Texas Senator Ted Cruz and Ohio Governor John Kasich are joining forces in a tag team effort to stop GOP front-runner Donald Trump from reaching the 1,237 delegates threshold needed to clinch the Republican nomination.
In a pair of campaign coordinated statement announced Sunday night, Cruz and Kasich campaigns outlined their plans where each candidate would concentrate their resources in three upcoming individual states. Cruz would focus his efforts in Indiana while Kasich would put his efforts towards Oregon and New Mexico as means to fight the fight for a contested convention in July in preparation for a second ballot to stop Trump.
“Having Donald Trump at the top of the ticket in November would be a sure disaster for Republicans, ” Cruz’s campaign issued statement stated. “Not only would Trump get blown out by Clinton or Sanders, but having him as our nominee would set the party back a generation. To ensure that we nominate a Republican who can unify the Republican Party and win in November, our campaign will focus its time and resources in Indiana and in turn clear the path for Gov. Kasich to compete in Oregon and New Mexico, and we would hope that allies of both campaigns would follow our lead.”
“Donald Trump doesn’t have the support of a majority of Republicans – not even close, but he currently does have almost half the delegates because he’s benefited from the existing primary system,” Kasich campaign statement said. “Due to the fact that the Indiana primary is winner-take-all statewide and by congressional district, keeping Trump from winning a plurality in Indiana is critical to keeping him under 1237 bound delegates before Cleveland. We are very comfortable with our delegate position in Indiana already, and given the current dynamics of the primary there, we will shift our campaign’s resources West and give the Cruz campaign a clear path in Indiana.”
In response, the Trump campaign issued a statement an hour after the two campaign joined forces saying the tag-team duo is a political move to stop the only person capable of getting the nomination. “It is sad that two grown politicians have to collude against one person who has only been a politician for ten months in order to try and stop that person from getting the Republican nomination,” Trump’s statement said. “Senator Cruz has done very poorly and after his New York performance, which was a total disaster, he is in free fall and as everyone has seen, he does not react well under pressure. Governor Kasich, who has only won 1 state out of 41, in other words, he is 1 for 41 and he is not even doing as well as other candidates who could have stubbornly stayed in the race like him but chose not to do so.”
Trump added, “This horrible act of desperation, from two campaigns who have totally failed, makes me even more determined, for the good of the Republican Party and our country, to prevail!”
With Indiana primary on May 3 with 30 delegates are up for grab in a winner-take-all statewide, Trump has a narrow lead ahead of Cruz, 40%-35%, according to the latest polls from CBS News with Kasich in a distant third with 20%. An internal poll showed Kasich remaining competitive in Indiana divides the anti-Trump vote, causing a major drawback for Cruz to win the state. Since Indiana primary is winner-take-all statewide and proportionally divided by congressional district, Kasich strategist John Weaver stated keeping Trump from winning a “plurality in Indiana is critical to keeping him under 1,237 bound delegates before Cleveland,” is the cause to shift its “campaign resources west” to give Cruz campaign a clear path to victory and to stop Trump.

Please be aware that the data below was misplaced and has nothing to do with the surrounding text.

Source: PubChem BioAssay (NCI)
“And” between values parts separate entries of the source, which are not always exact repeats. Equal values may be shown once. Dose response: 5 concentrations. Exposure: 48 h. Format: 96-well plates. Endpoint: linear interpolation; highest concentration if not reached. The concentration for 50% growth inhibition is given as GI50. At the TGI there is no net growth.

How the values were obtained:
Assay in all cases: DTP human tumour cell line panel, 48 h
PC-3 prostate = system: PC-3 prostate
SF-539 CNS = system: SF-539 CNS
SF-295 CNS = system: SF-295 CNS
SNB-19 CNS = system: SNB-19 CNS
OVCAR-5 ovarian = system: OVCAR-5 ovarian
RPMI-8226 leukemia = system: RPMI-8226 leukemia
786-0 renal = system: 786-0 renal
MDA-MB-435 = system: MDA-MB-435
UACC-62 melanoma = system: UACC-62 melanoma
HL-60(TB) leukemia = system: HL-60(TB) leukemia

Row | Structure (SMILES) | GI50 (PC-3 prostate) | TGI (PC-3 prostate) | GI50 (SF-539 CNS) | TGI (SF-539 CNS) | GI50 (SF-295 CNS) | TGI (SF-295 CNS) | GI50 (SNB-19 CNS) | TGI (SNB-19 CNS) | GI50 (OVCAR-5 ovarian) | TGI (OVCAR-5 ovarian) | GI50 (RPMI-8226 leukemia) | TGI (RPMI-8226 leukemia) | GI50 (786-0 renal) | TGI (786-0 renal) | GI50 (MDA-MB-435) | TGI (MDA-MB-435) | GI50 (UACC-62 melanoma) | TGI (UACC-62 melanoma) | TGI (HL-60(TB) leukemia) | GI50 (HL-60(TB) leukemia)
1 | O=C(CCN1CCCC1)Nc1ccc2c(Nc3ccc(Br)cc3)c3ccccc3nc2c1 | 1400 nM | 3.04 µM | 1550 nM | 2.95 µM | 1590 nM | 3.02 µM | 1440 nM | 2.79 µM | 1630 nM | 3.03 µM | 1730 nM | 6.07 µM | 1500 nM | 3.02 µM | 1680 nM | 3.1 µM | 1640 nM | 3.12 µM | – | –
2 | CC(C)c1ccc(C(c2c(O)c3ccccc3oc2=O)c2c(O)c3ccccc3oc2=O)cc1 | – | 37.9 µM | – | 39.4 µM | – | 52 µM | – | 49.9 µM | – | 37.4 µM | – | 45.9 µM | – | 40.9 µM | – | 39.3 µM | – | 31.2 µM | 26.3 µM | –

In June, both New Mexico and Oregon hold their primaries. New Mexico offers 24 delegates while Oregon offers 28 with both states awarding their delegates proportionally.
After Indiana, Oregon and New Mexico primaries, both campaigns stated they will resume in their competition. The divide and conquer strategy against Trump was a work in process from Kasich’s camp working to get Cruz on board. Weeks after the Ohio and Florida primaries that occurred a month ago, both camps sought the need to work together before the New York primary to deny Trump a first-ballot win at the convention. With the front-runner winning primaries state after state, Cruz focused more on a delegation strategy as means to pick off support away from Trump and to gain enough delegates ahead of July.
The announced public statement from both campaigns after a month long coordination could be happening a little too late as Trump is closing in on the number of delegates he needs to win the nomination. Trump is the only candidate remaining who is mathematically capable to clinch the nomination. After winning the New York Primary last Tuesday, Trump needs 390 delegates out of the 733 delegates available, according to the AP delegate count. Cruz, however is behind Trump in the 286 delegate count, but is well ahead of Kasich who only has 186 delegates. With both currently lag well behind Trump they have acknowledged that at this point, the only best shot at beating the front-runner would come at a contested convention.
According to the convention rules, delegates are bound to vote for the candidate who won their state’s primary or caucus on the first ballot. However, going forward if one candidate fails to meet the 1,237 threshold, delegates are free to vote their conscience, thus giving both Cruz or Kasich a chance to win the magic number to win the nomination.
The deal between the two campaigns came 36 hours before the opening of the polls in the so-called Acela Primary composed of five North East states. Trump is expected to dominate in these states and both Cruz and Kasich are likely to be shut out in the bound delegate of at least three of the states holding contests on Tuesday.